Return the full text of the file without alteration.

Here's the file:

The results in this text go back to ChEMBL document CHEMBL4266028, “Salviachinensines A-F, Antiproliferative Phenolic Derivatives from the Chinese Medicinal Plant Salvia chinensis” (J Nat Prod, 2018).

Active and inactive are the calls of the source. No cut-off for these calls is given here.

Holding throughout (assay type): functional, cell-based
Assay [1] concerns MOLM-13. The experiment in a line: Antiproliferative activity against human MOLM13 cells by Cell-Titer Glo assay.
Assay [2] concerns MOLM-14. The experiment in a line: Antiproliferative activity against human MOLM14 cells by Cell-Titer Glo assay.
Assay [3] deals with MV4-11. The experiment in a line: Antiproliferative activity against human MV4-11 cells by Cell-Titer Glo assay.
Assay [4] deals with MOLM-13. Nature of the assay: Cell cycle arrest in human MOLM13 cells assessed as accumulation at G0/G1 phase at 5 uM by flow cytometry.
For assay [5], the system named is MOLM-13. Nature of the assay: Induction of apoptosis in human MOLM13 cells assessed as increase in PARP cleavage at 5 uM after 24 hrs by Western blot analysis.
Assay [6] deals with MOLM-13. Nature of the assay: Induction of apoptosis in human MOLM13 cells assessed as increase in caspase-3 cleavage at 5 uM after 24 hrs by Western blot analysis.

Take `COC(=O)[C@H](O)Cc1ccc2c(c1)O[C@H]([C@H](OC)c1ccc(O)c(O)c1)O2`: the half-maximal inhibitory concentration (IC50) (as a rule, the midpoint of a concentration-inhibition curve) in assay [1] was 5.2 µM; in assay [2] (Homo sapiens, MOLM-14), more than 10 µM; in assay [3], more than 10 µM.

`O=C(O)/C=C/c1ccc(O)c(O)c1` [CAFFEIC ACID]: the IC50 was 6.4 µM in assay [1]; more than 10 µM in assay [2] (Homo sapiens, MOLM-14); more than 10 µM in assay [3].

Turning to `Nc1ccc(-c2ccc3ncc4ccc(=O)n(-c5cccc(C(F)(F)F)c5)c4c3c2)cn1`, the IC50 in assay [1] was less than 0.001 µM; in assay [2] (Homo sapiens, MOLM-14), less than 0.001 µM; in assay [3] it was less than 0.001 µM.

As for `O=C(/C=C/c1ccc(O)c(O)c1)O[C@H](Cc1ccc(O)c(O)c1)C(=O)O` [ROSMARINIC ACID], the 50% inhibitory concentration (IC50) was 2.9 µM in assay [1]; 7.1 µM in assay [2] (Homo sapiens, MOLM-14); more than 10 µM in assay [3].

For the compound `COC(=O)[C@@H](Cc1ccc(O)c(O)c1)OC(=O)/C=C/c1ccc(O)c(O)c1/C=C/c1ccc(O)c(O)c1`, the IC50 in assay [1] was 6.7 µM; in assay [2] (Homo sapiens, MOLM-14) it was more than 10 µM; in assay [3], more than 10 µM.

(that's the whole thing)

The results in this text go back to ChEMBL document CHEMBL4266028, “Salviachinensines A-F, Antiproliferative Phenolic Derivatives from the Chinese Medicinal Plant Salvia chinensis” (J Nat Prod, 2018).

Active and inactive are the calls of the source. No cut-off for these calls is given here.

Holding throughout (assay type): functional, cell-based
Assay [1] concerns MOLM-13. The experiment in a line: Antiproliferative activity against human MOLM13 cells by Cell-Titer Glo assay.
Assay [2] concerns MOLM-14. The experiment in a line: Antiproliferative activity against human MOLM14 cells by Cell-Titer Glo assay.
Assay [3] deals with MV4-11. The experiment in a line: Antiproliferative activity against human MV4-11 cells by Cell-Titer Glo assay.
Assay [4] deals with MOLM-13. Nature of the assay: Cell cycle arrest in human MOLM13 cells assessed as accumulation at G0/G1 phase at 5 uM by flow cytometry.
For assay [5], the system named is MOLM-13. Nature of the assay: Induction of apoptosis in human MOLM13 cells assessed as increase in PARP cleavage at 5 uM after 24 hrs by Western blot analysis.
Assay [6] deals with MOLM-13. Nature of the assay: Induction of apoptosis in human MOLM13 cells assessed as increase in caspase-3 cleavage at 5 uM after 24 hrs by Western blot analysis.

Take `COC(=O)[C@H](O)Cc1ccc2c(c1)O[C@H]([C@H](OC)c1ccc(O)c(O)c1)O2`: the half-maximal inhibitory concentration (IC50) (as a rule, the midpoint of a concentration-inhibition curve) in assay [1] was 5.2 µM; in assay [2] (Homo sapiens, MOLM-14), more than 10 µM; in assay [3], more than 10 µM.

`O=C(O)/C=C/c1ccc(O)c(O)c1` [CAFFEIC ACID]: the IC50 was 6.4 µM in assay [1]; more than 10 µM in assay [2] (Homo sapiens, MOLM-14); more than 10 µM in assay [3].

Turning to `Nc1ccc(-c2ccc3ncc4ccc(=O)n(-c5cccc(C(F)(F)F)c5)c4c3c2)cn1`, the IC50 in assay [1] was less than 0.001 µM; in assay [2] (Homo sapiens, MOLM-14), less than 0.001 µM; in assay [3] it was less than 0.001 µM.

As for `O=C(/C=C/c1ccc(O)c(O)c1)O[C@H](Cc1ccc(O)c(O)c1)C(=O)O` [ROSMARINIC ACID], the 50% inhibitory concentration (IC50) was 2.9 µM in assay [1]; 7.1 µM in assay [2] (Homo sapiens, MOLM-14); more than 10 µM in assay [3].

For the compound `COC(=O)[C@@H](Cc1ccc(O)c(O)c1)OC(=O)/C=C/c1ccc(O)c(O)c1/C=C/c1ccc(O)c(O)c1`, the IC50 in assay [1] was 6.7 µM; in assay [2] (Homo sapiens, MOLM-14) it was more than 10 µM; in assay [3], more than 10 µM.